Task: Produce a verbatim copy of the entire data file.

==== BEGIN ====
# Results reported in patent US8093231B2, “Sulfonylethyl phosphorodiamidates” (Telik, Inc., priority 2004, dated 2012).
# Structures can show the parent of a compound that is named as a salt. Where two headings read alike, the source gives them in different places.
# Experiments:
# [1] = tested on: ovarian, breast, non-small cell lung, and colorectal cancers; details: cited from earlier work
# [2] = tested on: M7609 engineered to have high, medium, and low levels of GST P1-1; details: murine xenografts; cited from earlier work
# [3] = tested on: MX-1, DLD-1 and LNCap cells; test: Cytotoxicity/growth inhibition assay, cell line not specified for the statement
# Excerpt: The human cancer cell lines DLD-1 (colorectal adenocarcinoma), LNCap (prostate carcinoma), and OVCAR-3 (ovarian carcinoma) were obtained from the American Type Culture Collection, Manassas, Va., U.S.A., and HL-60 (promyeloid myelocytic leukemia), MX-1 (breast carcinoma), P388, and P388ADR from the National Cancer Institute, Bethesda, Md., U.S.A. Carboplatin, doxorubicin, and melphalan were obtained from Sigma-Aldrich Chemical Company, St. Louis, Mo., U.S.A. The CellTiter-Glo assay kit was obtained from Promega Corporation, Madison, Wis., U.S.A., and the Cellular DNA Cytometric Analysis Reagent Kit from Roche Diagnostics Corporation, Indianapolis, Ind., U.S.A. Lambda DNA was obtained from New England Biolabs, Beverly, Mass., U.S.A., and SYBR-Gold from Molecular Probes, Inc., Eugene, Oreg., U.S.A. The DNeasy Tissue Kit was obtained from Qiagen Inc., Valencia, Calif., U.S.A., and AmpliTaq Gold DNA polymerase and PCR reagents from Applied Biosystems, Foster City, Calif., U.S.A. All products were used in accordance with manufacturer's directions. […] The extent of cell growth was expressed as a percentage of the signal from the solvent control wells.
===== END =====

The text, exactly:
# Results reported in patent US8093231B2, “Sulfonylethyl phosphorodiamidates” (Telik, Inc., priority 2004, dated 2012).
# Structures can show the parent of a compound that is named as a salt. Where two headings read alike, the source gives them in different places.
# Experiments:
# [1] = tested on: ovarian, breast, non-small cell lung, and colorectal cancers; details: cited from earlier work
# [2] = tested on: M7609 engineered to have high, medium, and low levels of GST P1-1; details: murine xenografts; cited from earlier work
# [3] = tested on: MX-1, DLD-1 and LNCap cells; test: Cytotoxicity/growth inhibition assay, cell line not specified for the statement
# Excerpt: The human cancer cell lines DLD-1 (colorectal adenocarcinoma), LNCap (prostate carcinoma), and OVCAR-3 (ovarian carcinoma) were obtained from the American Type Culture Collection, Manassas, Va., U.S.A., and HL-60 (promyeloid myelocytic leukemia), MX-1 (breast carcinoma), P388, and P388ADR from the National Cancer Institute, Bethesda, Md., U.S.A. Carboplatin, doxorubicin, and melphalan were obtained from Sigma-Aldrich Chemical Company, St. Louis, Mo., U.S.A. The CellTiter-Glo assay kit was obtained from Promega Corporation, Madison, Wis., U.S.A., and the Cellular DNA Cytometric Analysis Reagent Kit from Roche Diagnostics Corporation, Indianapolis, Ind., U.S.A. Lambda DNA was obtained from New England Biolabs, Beverly, Mass., U.S.A., and SYBR-Gold from Molecular Probes, Inc., Eugene, Oreg., U.S.A. The DNeasy Tissue Kit was obtained from Qiagen Inc., Valencia, Calif., U.S.A., and AmpliTaq Gold DNA polymerase and PCR reagents from Applied Biosystems, Foster City, Calif., U.S.A. All products were used in accordance with manufacturer's directions. […] The extent of cell growth was expressed as a percentage of the signal from the solvent control wells.